Sebald's novels are beyond comparison. Superb.
It's been so long that I road this intriguing novel that I'll probably check it out if you don't.
This a good introduction to a novelist's work that was cat shout, tragically.
As one of the defining events of the 20th century, the Holocaust has reverberated and echoed in peculiar ways all throughout the world.
It's no exaggeration to say that Austerlitz captures this truth more perfectly than any other 'holocaust novel,' by presenting itself as a rambling jazz novel, filled with long sections of stream-of-consciousness digressions and diversions related by a man constantly collecting his thoughts and explaining himself to another.
Jacques Austerlitz has lived unaware of history, but in the trundling wheel of his thoughts - reflections on architecture, art, travel, memories, dreams, relationships and experiences - there are shadows and spectres lurking in the corners. Austerlitz determines to find out these ghosts, if only to give name to a feeling looming over him his whole life.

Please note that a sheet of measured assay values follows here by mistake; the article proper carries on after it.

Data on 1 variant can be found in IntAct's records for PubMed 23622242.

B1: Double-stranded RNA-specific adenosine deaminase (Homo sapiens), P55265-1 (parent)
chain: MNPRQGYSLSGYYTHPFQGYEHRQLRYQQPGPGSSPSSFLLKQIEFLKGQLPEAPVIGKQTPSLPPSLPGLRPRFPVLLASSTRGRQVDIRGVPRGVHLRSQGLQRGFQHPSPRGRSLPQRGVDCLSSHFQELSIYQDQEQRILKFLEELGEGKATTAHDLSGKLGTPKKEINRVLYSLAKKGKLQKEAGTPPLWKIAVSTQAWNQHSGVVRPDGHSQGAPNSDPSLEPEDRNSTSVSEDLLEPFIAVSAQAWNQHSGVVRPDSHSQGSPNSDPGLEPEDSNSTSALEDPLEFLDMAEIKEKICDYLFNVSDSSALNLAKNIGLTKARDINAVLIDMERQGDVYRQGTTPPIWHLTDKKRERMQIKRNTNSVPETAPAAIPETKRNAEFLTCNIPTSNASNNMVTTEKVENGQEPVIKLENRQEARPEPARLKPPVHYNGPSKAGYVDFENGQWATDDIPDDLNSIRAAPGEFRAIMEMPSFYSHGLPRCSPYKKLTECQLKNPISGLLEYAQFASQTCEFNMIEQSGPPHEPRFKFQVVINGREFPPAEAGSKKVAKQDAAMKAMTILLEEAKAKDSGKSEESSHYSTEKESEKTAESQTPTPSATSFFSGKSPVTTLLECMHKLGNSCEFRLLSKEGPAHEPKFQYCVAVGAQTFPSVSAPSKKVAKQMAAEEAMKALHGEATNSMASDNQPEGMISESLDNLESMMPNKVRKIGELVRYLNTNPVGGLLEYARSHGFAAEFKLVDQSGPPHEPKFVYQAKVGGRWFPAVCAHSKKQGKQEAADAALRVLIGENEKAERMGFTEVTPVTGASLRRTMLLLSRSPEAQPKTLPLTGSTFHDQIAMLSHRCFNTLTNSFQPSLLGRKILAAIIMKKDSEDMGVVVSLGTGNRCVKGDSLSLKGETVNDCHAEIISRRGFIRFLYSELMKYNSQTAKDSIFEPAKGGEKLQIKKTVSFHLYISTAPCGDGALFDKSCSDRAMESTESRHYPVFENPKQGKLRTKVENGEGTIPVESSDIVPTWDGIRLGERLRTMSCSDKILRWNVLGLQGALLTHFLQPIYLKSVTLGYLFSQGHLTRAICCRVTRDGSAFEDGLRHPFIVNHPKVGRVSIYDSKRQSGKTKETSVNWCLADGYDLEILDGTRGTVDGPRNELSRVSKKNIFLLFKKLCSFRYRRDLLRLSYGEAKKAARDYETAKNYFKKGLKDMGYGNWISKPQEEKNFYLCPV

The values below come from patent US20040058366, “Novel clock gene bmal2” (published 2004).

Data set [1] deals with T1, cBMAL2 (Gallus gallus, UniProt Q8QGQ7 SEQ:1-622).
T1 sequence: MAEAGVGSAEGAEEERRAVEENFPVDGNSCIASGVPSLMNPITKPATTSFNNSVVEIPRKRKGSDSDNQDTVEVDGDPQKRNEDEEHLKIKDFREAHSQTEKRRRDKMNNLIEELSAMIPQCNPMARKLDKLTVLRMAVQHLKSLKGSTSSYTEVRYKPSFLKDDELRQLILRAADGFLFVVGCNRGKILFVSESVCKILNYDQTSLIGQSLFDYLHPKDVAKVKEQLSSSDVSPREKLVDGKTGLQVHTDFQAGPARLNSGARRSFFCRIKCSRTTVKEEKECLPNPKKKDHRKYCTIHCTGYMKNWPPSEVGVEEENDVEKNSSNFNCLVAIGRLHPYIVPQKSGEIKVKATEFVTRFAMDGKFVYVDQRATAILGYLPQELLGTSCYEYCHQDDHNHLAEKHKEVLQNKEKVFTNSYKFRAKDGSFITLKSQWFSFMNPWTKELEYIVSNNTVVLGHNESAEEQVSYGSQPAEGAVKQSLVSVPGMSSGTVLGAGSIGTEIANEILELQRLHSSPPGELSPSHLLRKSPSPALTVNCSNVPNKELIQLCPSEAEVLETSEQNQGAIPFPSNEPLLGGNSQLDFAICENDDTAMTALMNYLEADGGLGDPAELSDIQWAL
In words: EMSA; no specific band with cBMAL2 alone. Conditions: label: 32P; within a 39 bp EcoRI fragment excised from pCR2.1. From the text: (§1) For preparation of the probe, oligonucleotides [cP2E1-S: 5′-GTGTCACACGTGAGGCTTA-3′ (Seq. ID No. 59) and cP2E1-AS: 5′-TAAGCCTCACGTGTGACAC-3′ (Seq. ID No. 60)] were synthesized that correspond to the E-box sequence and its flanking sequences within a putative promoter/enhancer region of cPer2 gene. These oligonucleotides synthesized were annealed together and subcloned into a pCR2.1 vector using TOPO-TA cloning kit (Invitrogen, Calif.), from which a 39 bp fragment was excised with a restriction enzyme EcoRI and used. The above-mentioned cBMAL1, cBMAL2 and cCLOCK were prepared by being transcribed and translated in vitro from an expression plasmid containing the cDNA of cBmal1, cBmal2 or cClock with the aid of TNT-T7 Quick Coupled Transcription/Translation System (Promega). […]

(The only time I stopped reading was when I was within view of the end, and not wanting it to end, knowing the only end could be unsatisfactory anyway, I hid the book from myself.)
A diaphanous book of memory, containing the whole weight of 20th century Europe. It's amazing how Sebald does this stuff -- there are glimpses of horror seething under the surface, but the narrative itself is as calm as a pond on a windless day. His books are a kind of talking cure for unspeakable terror. Makes you think humanity might have a chance after all.
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